I’m Barbara Falconer Newhall, and I have a confession to make. I’ve been touting myself as a serious journalist for decades, but the fact is I’m not. Serious, that is.
I’m a journalist. I’ve been on the staff at places like Good Housekeeping magazine, The San Francisco Chronicle and The Oakland Tribune, and I’ve got boxes and boxes of clips to prove it.
But the truth is I’d rather write about my belly fat than subprime mortgages. I’d rather report the wine preferences of my daughter’s new boyfriend or have a heart-to-heart with a Sufi about her spiritual life than contemplate the Keystone oil pipeline.
I’m an informed citizen. I pride myself on having a political point of view. (If you must know, I’m a knee-jerk moderate.)
It’s just that, when it comes to writing, I’d rather report the personal side of the news. And that means telling stories from my own life that are poignant, life-altering and funny. Especially funny.
Right now I’m working on a book, which is totally pleasurable (sometimes it’s torture, but mostly it’s a pleasure). And lately I’m realizing that sitting here at my computer all the day long is just too danged solitary.
I’m hoping that this website will bring some living, breathing, chatting people – that means you – into my writing room here in the San Francisco Bay Area. So please visit often. I’ll do my best to make you cry a little, and laugh a lot.
My first journalism job was in the steno pool at the old Look magazine on Madison Avenue in midtown Manhattan (and, yes, I had to learn to take dictation). In those days it was tough for a woman to be hired on as a writer at places like Look, Time or Newsweek. (Think “Mad Men.”) The women’s magazines were more welcoming, so when I was offered a spot as assistant editor at Good Housekeeping, I grabbed it.
I spent four years in New York, then moved to San Francisco, where I acquired a pair of sandals and some leather pants, joined the women’s movement, and spent a few precarious years as a freelance writer.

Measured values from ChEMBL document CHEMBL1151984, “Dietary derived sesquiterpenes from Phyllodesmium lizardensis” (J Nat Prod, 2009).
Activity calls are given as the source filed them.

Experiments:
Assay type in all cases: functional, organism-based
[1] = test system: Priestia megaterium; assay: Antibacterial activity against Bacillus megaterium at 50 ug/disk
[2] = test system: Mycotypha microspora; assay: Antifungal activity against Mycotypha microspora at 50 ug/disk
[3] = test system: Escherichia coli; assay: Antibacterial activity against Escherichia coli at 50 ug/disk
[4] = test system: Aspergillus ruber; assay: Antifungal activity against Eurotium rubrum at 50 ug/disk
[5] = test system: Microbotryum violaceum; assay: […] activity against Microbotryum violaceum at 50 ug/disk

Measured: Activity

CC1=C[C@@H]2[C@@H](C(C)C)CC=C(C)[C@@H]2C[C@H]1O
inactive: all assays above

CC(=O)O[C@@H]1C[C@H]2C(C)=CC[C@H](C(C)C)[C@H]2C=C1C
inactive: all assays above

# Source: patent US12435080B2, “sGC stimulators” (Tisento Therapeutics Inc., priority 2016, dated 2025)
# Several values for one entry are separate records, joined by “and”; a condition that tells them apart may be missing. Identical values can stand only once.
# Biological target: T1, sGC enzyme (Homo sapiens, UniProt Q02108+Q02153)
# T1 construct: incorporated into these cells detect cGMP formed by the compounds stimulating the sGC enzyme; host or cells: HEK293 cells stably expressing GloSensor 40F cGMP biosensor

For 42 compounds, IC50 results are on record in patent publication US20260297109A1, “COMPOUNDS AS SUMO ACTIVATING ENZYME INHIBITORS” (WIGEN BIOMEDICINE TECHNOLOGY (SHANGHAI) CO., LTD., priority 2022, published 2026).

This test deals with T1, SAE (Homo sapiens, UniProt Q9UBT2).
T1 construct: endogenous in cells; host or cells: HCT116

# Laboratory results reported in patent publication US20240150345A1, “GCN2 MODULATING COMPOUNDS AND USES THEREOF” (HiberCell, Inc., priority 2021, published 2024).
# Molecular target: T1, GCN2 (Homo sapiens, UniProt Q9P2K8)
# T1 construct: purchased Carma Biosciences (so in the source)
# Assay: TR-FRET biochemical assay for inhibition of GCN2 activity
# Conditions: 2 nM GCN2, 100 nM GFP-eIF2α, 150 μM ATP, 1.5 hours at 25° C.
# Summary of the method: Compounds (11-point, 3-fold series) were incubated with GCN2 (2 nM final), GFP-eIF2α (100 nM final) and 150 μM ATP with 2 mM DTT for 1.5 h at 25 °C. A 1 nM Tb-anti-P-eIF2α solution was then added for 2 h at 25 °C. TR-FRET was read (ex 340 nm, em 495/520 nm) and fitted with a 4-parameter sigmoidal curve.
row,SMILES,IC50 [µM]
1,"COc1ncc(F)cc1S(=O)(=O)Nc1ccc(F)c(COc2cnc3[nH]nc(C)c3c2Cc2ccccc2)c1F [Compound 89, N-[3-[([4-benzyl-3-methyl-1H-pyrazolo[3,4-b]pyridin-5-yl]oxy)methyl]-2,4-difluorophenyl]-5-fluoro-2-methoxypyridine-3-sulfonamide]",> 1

When I’d had enough of living hand to mouth, I went to work for a alternative radio station news service called Zodiac. I later married my boss, Jon, who is another (happily long) story. After Zodiac, I worked on The San Francisco Chronicle, then The Oakland Tribune and The Contra Costa Times.
I was the religion reporter at the Times. At the Trib I wrote a weekly column about the hectic life of a woman with a job, a husband, two young children, a conscience and a much-needed sense of humor.
You’ll read some of those old columns – and some new ones in the same vein – under the categories A Case of the Human Condition and My Ever-Changing Family. I’ll also be doing some mini book reviews — check out Book Openers. And from time to time I’ll be passing on writing tips and reflections on the writing life in The Writing Room.
Some other things you might like to know about me: I grew up in Michigan, graduated with a teacher’s certificate and a BA in English from the University of Michigan (Ann Arbor), and spent a year at the University of Heidelberg in Germany. I like hiking, Zumba and photography.
My children are now 29 and 32, and I live with my husband in a mid-century house on a woodsy hillside overlooking an aging Monterrey pine and a half-acre of lush poison oak.
The Book I’m Working On
My book? It was inspired by my stint as the religion reporter at The Contra Costa Times. It’s one woman’s search (mine) for a way to believe in God (or Something!) in our globalized, post-modern, multi-faith, skeptical, twenty-first-century world. For now, the book is called Wrestling With God: True Stories of Religion and Spirituality, as Told to Hopeful Skeptic.
An amazing group of people — Christians, Jews, Muslims, Hindus, Buddhists, fundamentalists, Native Americans, Witches and one very spiritual atheist – have participated in the writing of this book and have kept me company on this rocky spiritual journey of mine. You’ll find posts about the book-in-progress in the My Rocky Spiritual Journey category.
I hope you will enjoy the thoughts and stories I share on these pages. Please subscribe to my blog via email or RSS feed, follow me on Facebook or Twitter, share links to your favorite posts with friends — and click that comment button from time to time. I’d love to hear from you. — BFN